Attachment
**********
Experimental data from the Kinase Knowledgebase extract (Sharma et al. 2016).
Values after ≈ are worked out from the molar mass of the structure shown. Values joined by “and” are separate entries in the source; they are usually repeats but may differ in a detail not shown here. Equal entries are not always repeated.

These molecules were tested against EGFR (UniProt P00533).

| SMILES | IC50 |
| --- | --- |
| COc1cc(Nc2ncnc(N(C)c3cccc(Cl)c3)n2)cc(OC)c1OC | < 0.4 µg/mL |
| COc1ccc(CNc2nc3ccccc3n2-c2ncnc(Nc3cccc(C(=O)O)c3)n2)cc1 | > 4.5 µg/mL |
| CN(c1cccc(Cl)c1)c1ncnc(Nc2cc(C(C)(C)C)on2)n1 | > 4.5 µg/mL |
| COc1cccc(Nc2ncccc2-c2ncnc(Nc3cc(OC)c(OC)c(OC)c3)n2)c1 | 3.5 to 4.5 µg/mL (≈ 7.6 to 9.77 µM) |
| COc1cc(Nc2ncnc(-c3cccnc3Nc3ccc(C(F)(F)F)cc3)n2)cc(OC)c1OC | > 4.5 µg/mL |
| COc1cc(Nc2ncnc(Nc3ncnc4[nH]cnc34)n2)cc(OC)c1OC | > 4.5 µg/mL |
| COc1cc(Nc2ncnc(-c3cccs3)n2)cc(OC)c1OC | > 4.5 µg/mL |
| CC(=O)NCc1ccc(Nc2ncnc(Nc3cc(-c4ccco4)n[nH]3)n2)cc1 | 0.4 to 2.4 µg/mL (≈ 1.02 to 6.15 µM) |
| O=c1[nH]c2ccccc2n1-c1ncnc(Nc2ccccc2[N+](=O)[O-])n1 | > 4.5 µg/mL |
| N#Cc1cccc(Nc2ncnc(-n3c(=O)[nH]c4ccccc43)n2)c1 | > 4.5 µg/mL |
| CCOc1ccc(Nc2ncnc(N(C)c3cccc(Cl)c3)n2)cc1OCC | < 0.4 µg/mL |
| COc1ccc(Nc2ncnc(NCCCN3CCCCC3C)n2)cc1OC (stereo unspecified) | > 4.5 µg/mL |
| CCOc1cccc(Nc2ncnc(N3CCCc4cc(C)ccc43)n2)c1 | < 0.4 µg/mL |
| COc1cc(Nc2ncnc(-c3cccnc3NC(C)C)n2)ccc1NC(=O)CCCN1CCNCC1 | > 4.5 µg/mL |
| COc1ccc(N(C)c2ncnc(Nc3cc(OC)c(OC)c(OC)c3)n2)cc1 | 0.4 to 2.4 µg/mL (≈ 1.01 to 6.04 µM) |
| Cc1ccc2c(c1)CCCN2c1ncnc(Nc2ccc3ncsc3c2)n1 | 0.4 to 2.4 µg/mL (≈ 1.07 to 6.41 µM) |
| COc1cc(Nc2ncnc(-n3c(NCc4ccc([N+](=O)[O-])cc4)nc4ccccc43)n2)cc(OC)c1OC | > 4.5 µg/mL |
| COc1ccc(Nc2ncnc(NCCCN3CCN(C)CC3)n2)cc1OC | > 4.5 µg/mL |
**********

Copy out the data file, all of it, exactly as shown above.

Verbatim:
Experimental data from the Kinase Knowledgebase extract (Sharma et al. 2016).
Values after ≈ are worked out from the molar mass of the structure shown. Values joined by “and” are separate entries in the source; they are usually repeats but may differ in a detail not shown here. Equal entries are not always repeated.

These molecules were tested against EGFR (UniProt P00533).

| SMILES | IC50 |
| --- | --- |
| COc1cc(Nc2ncnc(N(C)c3cccc(Cl)c3)n2)cc(OC)c1OC | < 0.4 µg/mL |
| COc1ccc(CNc2nc3ccccc3n2-c2ncnc(Nc3cccc(C(=O)O)c3)n2)cc1 | > 4.5 µg/mL |
| CN(c1cccc(Cl)c1)c1ncnc(Nc2cc(C(C)(C)C)on2)n1 | > 4.5 µg/mL |
| COc1cccc(Nc2ncccc2-c2ncnc(Nc3cc(OC)c(OC)c(OC)c3)n2)c1 | 3.5 to 4.5 µg/mL (≈ 7.6 to 9.77 µM) |
| COc1cc(Nc2ncnc(-c3cccnc3Nc3ccc(C(F)(F)F)cc3)n2)cc(OC)c1OC | > 4.5 µg/mL |
| COc1cc(Nc2ncnc(Nc3ncnc4[nH]cnc34)n2)cc(OC)c1OC | > 4.5 µg/mL |
| COc1cc(Nc2ncnc(-c3cccs3)n2)cc(OC)c1OC | > 4.5 µg/mL |
| CC(=O)NCc1ccc(Nc2ncnc(Nc3cc(-c4ccco4)n[nH]3)n2)cc1 | 0.4 to 2.4 µg/mL (≈ 1.02 to 6.15 µM) |
| O=c1[nH]c2ccccc2n1-c1ncnc(Nc2ccccc2[N+](=O)[O-])n1 | > 4.5 µg/mL |
| N#Cc1cccc(Nc2ncnc(-n3c(=O)[nH]c4ccccc43)n2)c1 | > 4.5 µg/mL |
| CCOc1ccc(Nc2ncnc(N(C)c3cccc(Cl)c3)n2)cc1OCC | < 0.4 µg/mL |
| COc1ccc(Nc2ncnc(NCCCN3CCCCC3C)n2)cc1OC (stereo unspecified) | > 4.5 µg/mL |
| CCOc1cccc(Nc2ncnc(N3CCCc4cc(C)ccc43)n2)c1 | < 0.4 µg/mL |
| COc1cc(Nc2ncnc(-c3cccnc3NC(C)C)n2)ccc1NC(=O)CCCN1CCNCC1 | > 4.5 µg/mL |
| COc1ccc(N(C)c2ncnc(Nc3cc(OC)c(OC)c(OC)c3)n2)cc1 | 0.4 to 2.4 µg/mL (≈ 1.01 to 6.04 µM) |
| Cc1ccc2c(c1)CCCN2c1ncnc(Nc2ccc3ncsc3c2)n1 | 0.4 to 2.4 µg/mL (≈ 1.07 to 6.41 µM) |
| COc1cc(Nc2ncnc(-n3c(NCc4ccc([N+](=O)[O-])cc4)nc4ccccc43)n2)cc(OC)c1OC | > 4.5 µg/mL |
| COc1ccc(Nc2ncnc(NCCCN3CCN(C)CC3)n2)cc1OC | > 4.5 µg/mL |